COLUMN: Of Work and Generational Conflict

Published 7:57 am Tuesday, February 27, 2024

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By Allen Mendenhall

Allen Mendenhall is Associate Dean and Grady Rosier Professor in the Sorrell College of Business at Troy University and Executive Director of the Manuel H. Johnson Center for Political Economy. 

A recent report by found that 31% of employers won’t hire Gen Z candidates. Another 30% claimed they fired Gen Z employees who were on the job a month or less.

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Why is this happening? The proffered reasons are that youth dress inappropriately, communicate poorly, request higher pay than is warranted, and avoid necessary tasks.

The company TrueBlue warns that 90% of human resources managers believe half their workforce needs retraining within five years. Why? Talent shortages and skills gaps.

“Kids these days” is a perennial complaint, but maybe there’s more to this story.

The new generation of workers—say, ages 18-25—grew up on social media and smartphones and suffered through the coronavirus pandemic, an alienating period of distancing and isolation, lockdowns and quarantines, downturn and depression, stagnation and strife. Early career professionals have trouble assimilating into the workforce because their social habits are unlike those of Millennials and Boomers. Reared on memes, tweets, and soundbites, they prefer online to face-to-face interaction.

Is this bad? Perhaps. It’s too early to tell.

Some eras undergo dramatic changes that shock older generations. Johannes Gutenberg’s printing press revolutionized Europe, enabling the mass production of books, the dissemination of groundbreaking ideas, mass literacy, scientific progress, and resurgent arts and culture. It also caused religious wars and class conflict.

The Industrial Revolution shifted the commercial focus from agriculture to manufacturing and urban technology. Although it tolerated poor working conditions and pollution, child labor and rising inequality, it also sparked ingenuity and modernization, vastly improving living standards across the world.

Even during periods of radical disruption, life goes on. Humans adapt to their circumstances and adjust practices to meet novel challenges. Exigencies require invention and entrepreneurship. “He that will not apply new remedies must expect new evils,” declared Sir Frances Bacon, “for time is the great innovator.”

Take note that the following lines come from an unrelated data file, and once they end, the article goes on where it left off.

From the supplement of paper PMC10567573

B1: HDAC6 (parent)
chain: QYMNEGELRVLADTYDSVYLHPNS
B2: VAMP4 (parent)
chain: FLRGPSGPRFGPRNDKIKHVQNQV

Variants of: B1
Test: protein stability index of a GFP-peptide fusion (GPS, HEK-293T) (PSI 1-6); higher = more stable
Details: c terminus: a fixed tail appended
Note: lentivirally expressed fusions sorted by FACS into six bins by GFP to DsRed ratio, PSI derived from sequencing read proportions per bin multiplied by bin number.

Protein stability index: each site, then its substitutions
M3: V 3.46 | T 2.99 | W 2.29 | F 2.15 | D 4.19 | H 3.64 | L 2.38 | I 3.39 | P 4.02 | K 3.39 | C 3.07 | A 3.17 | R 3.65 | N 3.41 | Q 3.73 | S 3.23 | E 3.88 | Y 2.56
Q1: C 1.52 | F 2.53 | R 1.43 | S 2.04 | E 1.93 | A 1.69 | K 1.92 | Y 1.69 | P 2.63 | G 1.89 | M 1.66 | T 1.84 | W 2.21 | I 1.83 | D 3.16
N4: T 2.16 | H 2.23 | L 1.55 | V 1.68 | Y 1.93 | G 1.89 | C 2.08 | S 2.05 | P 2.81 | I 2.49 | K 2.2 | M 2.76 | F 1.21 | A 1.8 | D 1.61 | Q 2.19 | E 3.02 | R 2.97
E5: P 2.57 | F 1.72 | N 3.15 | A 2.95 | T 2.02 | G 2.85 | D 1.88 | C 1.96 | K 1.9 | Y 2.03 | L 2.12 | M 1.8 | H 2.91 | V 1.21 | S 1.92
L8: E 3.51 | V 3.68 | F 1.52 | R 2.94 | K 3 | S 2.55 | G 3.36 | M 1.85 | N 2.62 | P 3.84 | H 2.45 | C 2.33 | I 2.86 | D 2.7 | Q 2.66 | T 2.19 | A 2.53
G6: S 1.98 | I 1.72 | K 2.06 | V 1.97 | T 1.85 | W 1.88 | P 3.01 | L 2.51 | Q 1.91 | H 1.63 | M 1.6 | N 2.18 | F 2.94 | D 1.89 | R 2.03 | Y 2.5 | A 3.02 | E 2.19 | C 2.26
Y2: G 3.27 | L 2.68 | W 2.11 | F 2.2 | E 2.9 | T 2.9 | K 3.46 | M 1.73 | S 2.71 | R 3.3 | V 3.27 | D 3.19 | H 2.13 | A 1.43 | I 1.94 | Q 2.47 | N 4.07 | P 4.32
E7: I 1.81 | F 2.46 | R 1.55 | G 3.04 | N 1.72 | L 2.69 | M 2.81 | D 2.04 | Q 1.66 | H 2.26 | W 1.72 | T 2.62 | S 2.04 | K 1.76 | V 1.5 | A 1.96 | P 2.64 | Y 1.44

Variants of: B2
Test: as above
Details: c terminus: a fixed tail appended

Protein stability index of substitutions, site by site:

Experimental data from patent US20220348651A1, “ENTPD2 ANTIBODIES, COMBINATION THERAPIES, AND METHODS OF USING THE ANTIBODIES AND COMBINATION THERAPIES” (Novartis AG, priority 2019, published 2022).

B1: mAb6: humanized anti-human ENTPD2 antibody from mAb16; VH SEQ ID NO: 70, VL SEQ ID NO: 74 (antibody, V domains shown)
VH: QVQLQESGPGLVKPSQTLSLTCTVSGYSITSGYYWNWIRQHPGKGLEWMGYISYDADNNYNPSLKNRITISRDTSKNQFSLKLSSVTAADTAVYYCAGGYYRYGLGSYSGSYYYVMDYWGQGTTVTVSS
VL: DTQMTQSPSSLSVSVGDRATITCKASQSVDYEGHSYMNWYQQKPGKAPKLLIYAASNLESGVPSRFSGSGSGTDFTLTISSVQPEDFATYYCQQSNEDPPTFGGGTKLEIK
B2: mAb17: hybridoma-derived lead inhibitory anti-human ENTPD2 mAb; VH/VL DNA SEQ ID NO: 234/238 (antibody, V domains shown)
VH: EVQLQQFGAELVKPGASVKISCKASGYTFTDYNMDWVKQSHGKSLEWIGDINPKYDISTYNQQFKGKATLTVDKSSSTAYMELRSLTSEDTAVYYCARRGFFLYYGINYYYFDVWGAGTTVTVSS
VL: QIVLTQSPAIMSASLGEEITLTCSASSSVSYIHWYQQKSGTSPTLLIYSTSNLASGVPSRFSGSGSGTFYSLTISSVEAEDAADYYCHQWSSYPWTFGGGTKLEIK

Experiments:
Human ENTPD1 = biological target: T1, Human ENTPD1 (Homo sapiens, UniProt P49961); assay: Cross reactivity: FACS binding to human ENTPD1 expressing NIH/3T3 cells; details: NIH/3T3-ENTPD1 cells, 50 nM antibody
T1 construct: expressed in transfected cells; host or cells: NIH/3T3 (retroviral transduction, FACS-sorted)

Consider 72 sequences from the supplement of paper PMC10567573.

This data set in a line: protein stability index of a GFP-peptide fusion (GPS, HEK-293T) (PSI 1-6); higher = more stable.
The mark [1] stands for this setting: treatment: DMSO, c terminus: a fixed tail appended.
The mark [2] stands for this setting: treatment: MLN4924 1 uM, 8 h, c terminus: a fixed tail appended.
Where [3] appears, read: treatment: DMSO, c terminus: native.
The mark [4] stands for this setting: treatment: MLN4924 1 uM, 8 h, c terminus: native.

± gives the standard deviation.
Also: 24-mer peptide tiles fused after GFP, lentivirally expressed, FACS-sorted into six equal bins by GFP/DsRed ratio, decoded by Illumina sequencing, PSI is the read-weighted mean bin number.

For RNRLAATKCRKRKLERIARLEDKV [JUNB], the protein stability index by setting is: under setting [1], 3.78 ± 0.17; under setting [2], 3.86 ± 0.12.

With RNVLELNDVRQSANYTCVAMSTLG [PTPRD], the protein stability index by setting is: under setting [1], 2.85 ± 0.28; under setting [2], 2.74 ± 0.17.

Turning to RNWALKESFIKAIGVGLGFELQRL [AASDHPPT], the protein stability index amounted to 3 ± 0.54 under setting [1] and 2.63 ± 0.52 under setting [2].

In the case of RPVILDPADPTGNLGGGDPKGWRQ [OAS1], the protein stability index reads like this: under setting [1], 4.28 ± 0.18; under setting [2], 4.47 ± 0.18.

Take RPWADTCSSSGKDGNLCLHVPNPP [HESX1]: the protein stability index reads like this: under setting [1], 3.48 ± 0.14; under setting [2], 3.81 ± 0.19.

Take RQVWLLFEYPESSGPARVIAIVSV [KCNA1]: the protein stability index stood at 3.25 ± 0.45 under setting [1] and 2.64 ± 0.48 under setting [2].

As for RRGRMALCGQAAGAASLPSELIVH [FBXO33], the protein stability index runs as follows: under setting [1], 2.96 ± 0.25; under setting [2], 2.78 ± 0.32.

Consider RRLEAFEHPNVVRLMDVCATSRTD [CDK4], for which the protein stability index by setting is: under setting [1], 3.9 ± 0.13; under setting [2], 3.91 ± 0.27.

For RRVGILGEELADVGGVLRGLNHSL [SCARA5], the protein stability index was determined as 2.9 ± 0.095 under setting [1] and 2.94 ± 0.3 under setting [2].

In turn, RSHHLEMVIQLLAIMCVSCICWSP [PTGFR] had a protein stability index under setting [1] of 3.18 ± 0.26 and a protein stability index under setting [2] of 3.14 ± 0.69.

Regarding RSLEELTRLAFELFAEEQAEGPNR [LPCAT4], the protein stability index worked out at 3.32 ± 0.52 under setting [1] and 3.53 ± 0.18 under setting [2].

On the other hand, history isn’t a continuous sequence of inexorable progress. Sometimes it involves regress and degeneration. Civilizations once august and glorious collapsed: the Egyptian, Mayan, Khmer, Aksumite, Hittite.

The Fall of Rome led to economic downturn, the loss of infrastructure, and political upheaval that undermined material and intellectual advancement.

Whether our age is one of improvement or decline remains to be seen.

Let’s return from the grand to the practical. If I were a “Gen Zer,” I would use the past as my guide for the future. Historical examples, good or bad, contribute to personal and professional growth. You needn’t reform society writ large; just reform yourself.

Start with small things. Dress appropriately for an interview. Suitable attire is contextual or situational. A job at a law firm is different from occupations on the farm or in factories. Anticipate your audience’s expectations for your appearance and meet them. Don’t expect employers to conform to your standards.

Remain open to continuous learning and different perspectives. Don’t presume you know better or more than others. You may have fresh ideas and unique proficiencies, but stay humble and use those to lift up your peers and organization.

Admit weaknesses and highlight strengths. Collaborate with colleagues who complement your talents. Seek answers. Don’t be ashamed to be wrong or confused.

Monitor your online presence. Do your social media accounts feature words or images you wouldn’t want your grandmother seeing? If so, edit or remove them.

Show gratitude and deference while maintaining confidence and poise. Be diligent and tenacious and don’t presume some task is beneath you. Most importantly, work hard! Complete assignments with excellence.

The novelist Robert Lewis Stevenson furnishes our “Word to the Wise” this week. “The obscurest epoch,” he submits, “is today.” We’re as likely to be as mistaken about essentials as our ancestors were and our posterity will be. In work as in life, for young as for old, we do well to remember that abhorring other generations only invites abhorrence upon ourselves.

Gen Z will grow old and become gatekeepers. The question is, of what?


Note: This piece is adapted from Allen Mendenhall’s regular segment “Word to the Wise” on Troy Public Radio.